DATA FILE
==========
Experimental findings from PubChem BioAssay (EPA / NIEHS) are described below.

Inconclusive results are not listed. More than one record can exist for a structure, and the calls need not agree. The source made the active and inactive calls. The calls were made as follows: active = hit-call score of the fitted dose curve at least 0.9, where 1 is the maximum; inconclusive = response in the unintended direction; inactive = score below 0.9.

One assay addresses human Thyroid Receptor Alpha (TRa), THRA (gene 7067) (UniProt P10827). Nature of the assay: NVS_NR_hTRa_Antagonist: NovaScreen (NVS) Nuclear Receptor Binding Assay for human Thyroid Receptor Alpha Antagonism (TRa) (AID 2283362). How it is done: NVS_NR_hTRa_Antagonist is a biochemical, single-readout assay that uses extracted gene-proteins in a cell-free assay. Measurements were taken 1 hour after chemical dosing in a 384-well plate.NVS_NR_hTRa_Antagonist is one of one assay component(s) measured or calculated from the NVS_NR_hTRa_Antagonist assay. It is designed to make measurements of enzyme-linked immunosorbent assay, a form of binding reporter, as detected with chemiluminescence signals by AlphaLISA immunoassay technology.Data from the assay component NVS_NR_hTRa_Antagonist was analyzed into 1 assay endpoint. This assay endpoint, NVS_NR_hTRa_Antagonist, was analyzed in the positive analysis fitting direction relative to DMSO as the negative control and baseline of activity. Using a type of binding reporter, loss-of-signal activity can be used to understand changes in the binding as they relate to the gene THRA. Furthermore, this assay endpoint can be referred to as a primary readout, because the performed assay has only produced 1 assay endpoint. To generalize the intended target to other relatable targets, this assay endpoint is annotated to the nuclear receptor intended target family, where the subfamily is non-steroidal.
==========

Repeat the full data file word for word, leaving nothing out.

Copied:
Experimental findings from PubChem BioAssay (EPA / NIEHS) are described below.

Inconclusive results are not listed. More than one record can exist for a structure, and the calls need not agree. The source made the active and inactive calls. The calls were made as follows: active = hit-call score of the fitted dose curve at least 0.9, where 1 is the maximum; inconclusive = response in the unintended direction; inactive = score below 0.9.

One assay addresses human Thyroid Receptor Alpha (TRa), THRA (gene 7067) (UniProt P10827). Nature of the assay: NVS_NR_hTRa_Antagonist: NovaScreen (NVS) Nuclear Receptor Binding Assay for human Thyroid Receptor Alpha Antagonism (TRa) (AID 2283362). How it is done: NVS_NR_hTRa_Antagonist is a biochemical, single-readout assay that uses extracted gene-proteins in a cell-free assay. Measurements were taken 1 hour after chemical dosing in a 384-well plate.NVS_NR_hTRa_Antagonist is one of one assay component(s) measured or calculated from the NVS_NR_hTRa_Antagonist assay. It is designed to make measurements of enzyme-linked immunosorbent assay, a form of binding reporter, as detected with chemiluminescence signals by AlphaLISA immunoassay technology.Data from the assay component NVS_NR_hTRa_Antagonist was analyzed into 1 assay endpoint. This assay endpoint, NVS_NR_hTRa_Antagonist, was analyzed in the positive analysis fitting direction relative to DMSO as the negative control and baseline of activity. Using a type of binding reporter, loss-of-signal activity can be used to understand changes in the binding as they relate to the gene THRA. Furthermore, this assay endpoint can be referred to as a primary readout, because the performed assay has only produced 1 assay endpoint. To generalize the intended target to other relatable targets, this assay endpoint is annotated to the nuclear receptor intended target family, where the subfamily is non-steroidal.